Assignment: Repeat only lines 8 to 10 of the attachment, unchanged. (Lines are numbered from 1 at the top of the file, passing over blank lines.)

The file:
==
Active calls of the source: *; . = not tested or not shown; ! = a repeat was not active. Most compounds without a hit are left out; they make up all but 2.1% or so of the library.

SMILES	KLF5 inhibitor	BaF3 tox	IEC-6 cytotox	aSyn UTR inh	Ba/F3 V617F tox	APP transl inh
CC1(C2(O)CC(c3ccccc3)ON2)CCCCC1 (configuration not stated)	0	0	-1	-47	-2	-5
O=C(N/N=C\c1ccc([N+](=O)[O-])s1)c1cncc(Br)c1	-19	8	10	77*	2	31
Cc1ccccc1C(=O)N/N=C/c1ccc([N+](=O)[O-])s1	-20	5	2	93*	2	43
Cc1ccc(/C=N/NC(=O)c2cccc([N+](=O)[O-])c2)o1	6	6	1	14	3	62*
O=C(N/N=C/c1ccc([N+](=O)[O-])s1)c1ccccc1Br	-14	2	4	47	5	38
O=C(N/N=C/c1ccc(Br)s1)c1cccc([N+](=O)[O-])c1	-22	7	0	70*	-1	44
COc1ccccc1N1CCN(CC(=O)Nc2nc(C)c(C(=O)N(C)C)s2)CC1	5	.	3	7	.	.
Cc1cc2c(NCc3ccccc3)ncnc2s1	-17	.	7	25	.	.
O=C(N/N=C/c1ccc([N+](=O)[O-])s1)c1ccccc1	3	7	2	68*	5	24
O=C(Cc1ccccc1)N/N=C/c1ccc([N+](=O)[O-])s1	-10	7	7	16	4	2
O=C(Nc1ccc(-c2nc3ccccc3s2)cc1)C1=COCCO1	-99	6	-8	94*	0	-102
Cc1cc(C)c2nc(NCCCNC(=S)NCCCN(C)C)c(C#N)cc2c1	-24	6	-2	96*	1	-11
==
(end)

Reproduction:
O=C(N/N=C/c1ccc(Br)s1)c1cccc([N+](=O)[O-])c1	-22	7	0	70*	-1	44
COc1ccccc1N1CCN(CC(=O)Nc2nc(C)c(C(=O)N(C)C)s2)CC1	5	.	3	7	.	.
Cc1cc2c(NCc3ccccc3)ncnc2s1	-17	.	7	25	.	.